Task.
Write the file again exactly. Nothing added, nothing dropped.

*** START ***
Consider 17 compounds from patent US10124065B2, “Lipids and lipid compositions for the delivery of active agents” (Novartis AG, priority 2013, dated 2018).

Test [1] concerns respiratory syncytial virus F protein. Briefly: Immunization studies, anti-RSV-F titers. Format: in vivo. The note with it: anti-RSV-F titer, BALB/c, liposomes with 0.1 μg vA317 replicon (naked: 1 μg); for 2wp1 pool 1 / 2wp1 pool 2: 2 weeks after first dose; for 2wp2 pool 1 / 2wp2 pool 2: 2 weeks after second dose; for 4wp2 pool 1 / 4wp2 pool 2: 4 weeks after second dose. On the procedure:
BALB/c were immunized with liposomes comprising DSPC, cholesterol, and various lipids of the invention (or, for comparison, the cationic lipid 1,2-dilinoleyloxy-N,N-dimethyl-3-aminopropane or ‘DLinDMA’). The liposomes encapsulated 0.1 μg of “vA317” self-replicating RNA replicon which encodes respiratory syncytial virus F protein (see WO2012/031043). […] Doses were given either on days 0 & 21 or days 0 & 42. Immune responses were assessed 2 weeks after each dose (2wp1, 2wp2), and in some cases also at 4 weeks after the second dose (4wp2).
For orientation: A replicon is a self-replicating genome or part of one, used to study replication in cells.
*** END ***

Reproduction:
Consider 17 compounds from patent US10124065B2, “Lipids and lipid compositions for the delivery of active agents” (Novartis AG, priority 2013, dated 2018).

Test [1] concerns respiratory syncytial virus F protein. Briefly: Immunization studies, anti-RSV-F titers. Format: in vivo. The note with it: anti-RSV-F titer, BALB/c, liposomes with 0.1 μg vA317 replicon (naked: 1 μg); for 2wp1 pool 1 / 2wp1 pool 2: 2 weeks after first dose; for 2wp2 pool 1 / 2wp2 pool 2: 2 weeks after second dose; for 4wp2 pool 1 / 4wp2 pool 2: 4 weeks after second dose. On the procedure:
BALB/c were immunized with liposomes comprising DSPC, cholesterol, and various lipids of the invention (or, for comparison, the cationic lipid 1,2-dilinoleyloxy-N,N-dimethyl-3-aminopropane or ‘DLinDMA’). The liposomes encapsulated 0.1 μg of “vA317” self-replicating RNA replicon which encodes respiratory syncytial virus F protein (see WO2012/031043). […] Doses were given either on days 0 & 21 or days 0 & 42. Immune responses were assessed 2 weeks after each dose (2wp1, 2wp2), and in some cases also at 4 weeks after the second dose (4wp2).
For orientation: A replicon is a self-replicating genome or part of one, used to study replication in cells.